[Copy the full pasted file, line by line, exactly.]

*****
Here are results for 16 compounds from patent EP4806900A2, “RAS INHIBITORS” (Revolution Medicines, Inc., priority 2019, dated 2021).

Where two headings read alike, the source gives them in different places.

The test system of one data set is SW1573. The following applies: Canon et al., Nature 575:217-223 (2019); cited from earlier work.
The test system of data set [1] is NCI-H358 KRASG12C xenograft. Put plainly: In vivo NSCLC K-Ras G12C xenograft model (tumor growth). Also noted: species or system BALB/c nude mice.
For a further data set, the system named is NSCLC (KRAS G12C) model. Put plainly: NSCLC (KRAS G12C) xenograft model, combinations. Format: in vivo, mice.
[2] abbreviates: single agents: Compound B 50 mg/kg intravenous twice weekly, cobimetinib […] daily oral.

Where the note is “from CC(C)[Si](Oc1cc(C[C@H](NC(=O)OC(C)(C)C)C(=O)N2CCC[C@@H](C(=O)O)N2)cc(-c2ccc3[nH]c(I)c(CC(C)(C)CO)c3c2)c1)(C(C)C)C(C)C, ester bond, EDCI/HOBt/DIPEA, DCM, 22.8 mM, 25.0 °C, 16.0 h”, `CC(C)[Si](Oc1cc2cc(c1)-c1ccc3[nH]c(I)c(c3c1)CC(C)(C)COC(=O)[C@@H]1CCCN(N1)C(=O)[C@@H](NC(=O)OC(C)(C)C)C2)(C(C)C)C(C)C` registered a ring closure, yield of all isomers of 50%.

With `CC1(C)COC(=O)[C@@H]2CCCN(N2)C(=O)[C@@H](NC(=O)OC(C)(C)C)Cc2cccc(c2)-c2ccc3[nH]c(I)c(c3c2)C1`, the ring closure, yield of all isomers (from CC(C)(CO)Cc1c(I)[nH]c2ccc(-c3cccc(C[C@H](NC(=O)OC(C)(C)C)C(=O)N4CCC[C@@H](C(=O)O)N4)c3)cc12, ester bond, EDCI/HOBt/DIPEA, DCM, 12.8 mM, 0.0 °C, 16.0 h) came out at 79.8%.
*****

Here are results for 16 compounds from patent EP4806900A2, “RAS INHIBITORS” (Revolution Medicines, Inc., priority 2019, dated 2021).

Where two headings read alike, the source gives them in different places.

The test system of one data set is SW1573. The following applies: Canon et al., Nature 575:217-223 (2019); cited from earlier work.
The test system of data set [1] is NCI-H358 KRASG12C xenograft. Put plainly: In vivo NSCLC K-Ras G12C xenograft model (tumor growth). Also noted: species or system BALB/c nude mice.
For a further data set, the system named is NSCLC (KRAS G12C) model. Put plainly: NSCLC (KRAS G12C) xenograft model, combinations. Format: in vivo, mice.
[2] abbreviates: single agents: Compound B 50 mg/kg intravenous twice weekly, cobimetinib […] daily oral.

Where the note is “from CC(C)[Si](Oc1cc(C[C@H](NC(=O)OC(C)(C)C)C(=O)N2CCC[C@@H](C(=O)O)N2)cc(-c2ccc3[nH]c(I)c(CC(C)(C)CO)c3c2)c1)(C(C)C)C(C)C, ester bond, EDCI/HOBt/DIPEA, DCM, 22.8 mM, 25.0 °C, 16.0 h”, `CC(C)[Si](Oc1cc2cc(c1)-c1ccc3[nH]c(I)c(c3c1)CC(C)(C)COC(=O)[C@@H]1CCCN(N1)C(=O)[C@@H](NC(=O)OC(C)(C)C)C2)(C(C)C)C(C)C` registered a ring closure, yield of all isomers of 50%.

With `CC1(C)COC(=O)[C@@H]2CCCN(N2)C(=O)[C@@H](NC(=O)OC(C)(C)C)Cc2cccc(c2)-c2ccc3[nH]c(I)c(c3c2)C1`, the ring closure, yield of all isomers (from CC(C)(CO)Cc1c(I)[nH]c2ccc(-c3cccc(C[C@H](NC(=O)OC(C)(C)C)C(=O)N4CCC[C@@H](C(=O)O)N4)c3)cc12, ester bond, EDCI/HOBt/DIPEA, DCM, 12.8 mM, 0.0 °C, 16.0 h) came out at 79.8%.